While most English words are made plural by adding an "s" or "es" to the end of the word, English also has many irregular nouns, which form plurals in a variety of ways. Linguists sometimes call these “mutating plurals.” While some irregular nouns are the same whether they are singular or plural, others keep their original foreign plurals. Some other irregular nouns do change their vowel sounds to form the plural, as well.
No Other Change
A very few irregular nouns alter only their vowel sound, with no other changes. “Man” becomes the plural “men,” for instance, and “foot” becomes “feet.” There is no general rule here; “goose” becomes “geese,” but other double-o nouns, like “moose” and “roof,” do not change in this way. One category of nouns which do follow a rule is those words ending in “is” that derive from Latin; the ending changes to “es.” Thus, “oasis” becomes “oases,” and “crisis” becomes “crises.”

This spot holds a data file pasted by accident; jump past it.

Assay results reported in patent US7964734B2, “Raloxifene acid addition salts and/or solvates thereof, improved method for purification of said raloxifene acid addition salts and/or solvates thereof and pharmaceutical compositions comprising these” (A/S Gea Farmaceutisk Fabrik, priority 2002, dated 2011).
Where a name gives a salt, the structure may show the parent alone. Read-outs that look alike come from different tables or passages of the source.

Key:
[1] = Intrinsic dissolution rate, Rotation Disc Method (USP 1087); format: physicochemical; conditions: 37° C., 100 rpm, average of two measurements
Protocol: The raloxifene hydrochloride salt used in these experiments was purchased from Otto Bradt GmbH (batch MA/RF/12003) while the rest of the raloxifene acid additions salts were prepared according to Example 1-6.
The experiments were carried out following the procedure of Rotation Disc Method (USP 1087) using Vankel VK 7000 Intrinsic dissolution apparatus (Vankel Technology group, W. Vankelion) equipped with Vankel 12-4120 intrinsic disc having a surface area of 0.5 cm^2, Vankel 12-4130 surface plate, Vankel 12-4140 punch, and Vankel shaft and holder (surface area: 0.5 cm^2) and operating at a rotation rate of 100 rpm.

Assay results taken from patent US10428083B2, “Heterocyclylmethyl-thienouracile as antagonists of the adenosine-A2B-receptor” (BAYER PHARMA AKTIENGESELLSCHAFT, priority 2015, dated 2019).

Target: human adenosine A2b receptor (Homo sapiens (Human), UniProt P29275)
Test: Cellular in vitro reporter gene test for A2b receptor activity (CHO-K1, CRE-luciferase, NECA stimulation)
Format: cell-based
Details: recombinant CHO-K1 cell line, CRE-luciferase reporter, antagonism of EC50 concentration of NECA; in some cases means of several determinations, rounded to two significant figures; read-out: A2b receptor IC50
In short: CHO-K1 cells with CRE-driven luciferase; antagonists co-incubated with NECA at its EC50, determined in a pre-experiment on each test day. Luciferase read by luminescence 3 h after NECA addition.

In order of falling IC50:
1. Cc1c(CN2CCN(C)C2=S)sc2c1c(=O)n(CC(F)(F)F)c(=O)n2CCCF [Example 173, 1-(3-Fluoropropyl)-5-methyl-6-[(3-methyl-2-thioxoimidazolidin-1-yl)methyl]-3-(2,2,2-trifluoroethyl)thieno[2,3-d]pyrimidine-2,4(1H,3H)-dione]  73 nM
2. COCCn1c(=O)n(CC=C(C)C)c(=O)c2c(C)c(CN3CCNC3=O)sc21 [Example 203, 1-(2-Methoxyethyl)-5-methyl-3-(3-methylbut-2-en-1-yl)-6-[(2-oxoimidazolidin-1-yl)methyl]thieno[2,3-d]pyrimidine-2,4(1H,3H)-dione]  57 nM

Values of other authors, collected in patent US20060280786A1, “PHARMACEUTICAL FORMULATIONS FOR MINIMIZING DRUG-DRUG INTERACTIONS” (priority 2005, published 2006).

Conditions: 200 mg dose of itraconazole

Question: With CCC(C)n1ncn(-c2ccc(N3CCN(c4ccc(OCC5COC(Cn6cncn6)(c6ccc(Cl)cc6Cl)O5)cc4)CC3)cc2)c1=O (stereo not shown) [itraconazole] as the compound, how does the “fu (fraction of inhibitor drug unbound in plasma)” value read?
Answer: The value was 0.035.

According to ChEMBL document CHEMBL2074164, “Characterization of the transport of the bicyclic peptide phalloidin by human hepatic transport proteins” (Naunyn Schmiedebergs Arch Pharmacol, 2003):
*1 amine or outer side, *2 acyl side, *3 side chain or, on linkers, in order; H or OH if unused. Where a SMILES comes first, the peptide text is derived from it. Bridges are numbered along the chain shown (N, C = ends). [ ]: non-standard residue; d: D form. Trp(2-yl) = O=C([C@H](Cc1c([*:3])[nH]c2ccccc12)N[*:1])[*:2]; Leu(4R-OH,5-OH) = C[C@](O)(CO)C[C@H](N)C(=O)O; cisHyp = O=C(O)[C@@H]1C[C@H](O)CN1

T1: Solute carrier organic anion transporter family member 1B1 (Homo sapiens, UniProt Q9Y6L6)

Some irregular nouns change vowel sounds in addition to other changes to the word. On rare occasions, the vowel itself doesn’t change, only its sound, as when “child” becomes “children.” Some common nouns get shorter, not longer, as when “mouse” becomes the plural “mice.” Again, there is no convenient rule these nouns follow; “house,” for instance, is a regular noun, although it looks just like the irregular “mouse.”